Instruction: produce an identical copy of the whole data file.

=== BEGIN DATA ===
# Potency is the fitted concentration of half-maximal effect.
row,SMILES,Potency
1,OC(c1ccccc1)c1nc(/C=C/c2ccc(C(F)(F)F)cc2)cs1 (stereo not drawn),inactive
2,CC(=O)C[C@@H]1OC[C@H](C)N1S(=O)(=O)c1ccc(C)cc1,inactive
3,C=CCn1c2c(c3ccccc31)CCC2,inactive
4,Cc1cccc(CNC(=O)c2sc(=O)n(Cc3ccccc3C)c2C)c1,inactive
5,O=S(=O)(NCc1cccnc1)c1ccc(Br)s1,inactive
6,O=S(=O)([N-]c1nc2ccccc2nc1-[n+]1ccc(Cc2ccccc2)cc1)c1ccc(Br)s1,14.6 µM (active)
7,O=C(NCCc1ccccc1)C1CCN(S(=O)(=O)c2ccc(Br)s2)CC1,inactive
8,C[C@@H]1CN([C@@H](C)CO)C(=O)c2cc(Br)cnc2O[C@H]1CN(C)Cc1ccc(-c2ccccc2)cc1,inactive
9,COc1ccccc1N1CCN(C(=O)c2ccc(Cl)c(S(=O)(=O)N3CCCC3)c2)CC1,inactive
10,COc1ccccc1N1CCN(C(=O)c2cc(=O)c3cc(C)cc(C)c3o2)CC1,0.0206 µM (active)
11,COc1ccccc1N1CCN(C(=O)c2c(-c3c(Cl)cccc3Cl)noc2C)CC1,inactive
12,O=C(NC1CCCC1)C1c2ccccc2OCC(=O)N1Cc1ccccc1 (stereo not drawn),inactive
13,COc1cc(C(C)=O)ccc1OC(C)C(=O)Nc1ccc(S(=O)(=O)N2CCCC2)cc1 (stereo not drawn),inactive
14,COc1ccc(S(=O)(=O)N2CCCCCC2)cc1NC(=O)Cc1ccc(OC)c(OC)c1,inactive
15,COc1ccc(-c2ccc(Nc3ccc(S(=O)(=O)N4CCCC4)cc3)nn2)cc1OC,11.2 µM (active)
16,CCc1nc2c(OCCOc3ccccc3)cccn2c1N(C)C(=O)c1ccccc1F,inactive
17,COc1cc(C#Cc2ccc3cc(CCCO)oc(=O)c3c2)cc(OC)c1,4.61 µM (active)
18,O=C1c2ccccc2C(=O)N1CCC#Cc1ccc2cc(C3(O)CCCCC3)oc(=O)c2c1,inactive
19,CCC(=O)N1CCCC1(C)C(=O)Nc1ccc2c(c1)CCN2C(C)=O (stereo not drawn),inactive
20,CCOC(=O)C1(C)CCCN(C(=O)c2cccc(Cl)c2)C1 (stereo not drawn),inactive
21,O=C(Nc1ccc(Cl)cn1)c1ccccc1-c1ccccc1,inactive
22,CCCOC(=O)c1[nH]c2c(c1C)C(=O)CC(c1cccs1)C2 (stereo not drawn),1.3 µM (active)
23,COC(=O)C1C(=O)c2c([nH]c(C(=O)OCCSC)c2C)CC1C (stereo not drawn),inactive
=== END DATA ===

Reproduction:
# Potency is the fitted concentration of half-maximal effect.
row,SMILES,Potency
1,OC(c1ccccc1)c1nc(/C=C/c2ccc(C(F)(F)F)cc2)cs1 (stereo not drawn),inactive
2,CC(=O)C[C@@H]1OC[C@H](C)N1S(=O)(=O)c1ccc(C)cc1,inactive
3,C=CCn1c2c(c3ccccc31)CCC2,inactive
4,Cc1cccc(CNC(=O)c2sc(=O)n(Cc3ccccc3C)c2C)c1,inactive
5,O=S(=O)(NCc1cccnc1)c1ccc(Br)s1,inactive
6,O=S(=O)([N-]c1nc2ccccc2nc1-[n+]1ccc(Cc2ccccc2)cc1)c1ccc(Br)s1,14.6 µM (active)
7,O=C(NCCc1ccccc1)C1CCN(S(=O)(=O)c2ccc(Br)s2)CC1,inactive
8,C[C@@H]1CN([C@@H](C)CO)C(=O)c2cc(Br)cnc2O[C@H]1CN(C)Cc1ccc(-c2ccccc2)cc1,inactive
9,COc1ccccc1N1CCN(C(=O)c2ccc(Cl)c(S(=O)(=O)N3CCCC3)c2)CC1,inactive
10,COc1ccccc1N1CCN(C(=O)c2cc(=O)c3cc(C)cc(C)c3o2)CC1,0.0206 µM (active)
11,COc1ccccc1N1CCN(C(=O)c2c(-c3c(Cl)cccc3Cl)noc2C)CC1,inactive
12,O=C(NC1CCCC1)C1c2ccccc2OCC(=O)N1Cc1ccccc1 (stereo not drawn),inactive
13,COc1cc(C(C)=O)ccc1OC(C)C(=O)Nc1ccc(S(=O)(=O)N2CCCC2)cc1 (stereo not drawn),inactive
14,COc1ccc(S(=O)(=O)N2CCCCCC2)cc1NC(=O)Cc1ccc(OC)c(OC)c1,inactive
15,COc1ccc(-c2ccc(Nc3ccc(S(=O)(=O)N4CCCC4)cc3)nn2)cc1OC,11.2 µM (active)
16,CCc1nc2c(OCCOc3ccccc3)cccn2c1N(C)C(=O)c1ccccc1F,inactive
17,COc1cc(C#Cc2ccc3cc(CCCO)oc(=O)c3c2)cc(OC)c1,4.61 µM (active)
18,O=C1c2ccccc2C(=O)N1CCC#Cc1ccc2cc(C3(O)CCCCC3)oc(=O)c2c1,inactive
19,CCC(=O)N1CCCC1(C)C(=O)Nc1ccc2c(c1)CCN2C(C)=O (stereo not drawn),inactive
20,CCOC(=O)C1(C)CCCN(C(=O)c2cccc(Cl)c2)C1 (stereo not drawn),inactive
21,O=C(Nc1ccc(Cl)cn1)c1ccccc1-c1ccccc1,inactive
22,CCCOC(=O)c1[nH]c2c(c1C)C(=O)CC(c1cccs1)C2 (stereo not drawn),1.3 µM (active)
23,COC(=O)C1C(=O)c2c([nH]c(C(=O)OCCSC)c2C)CC1C (stereo not drawn),inactive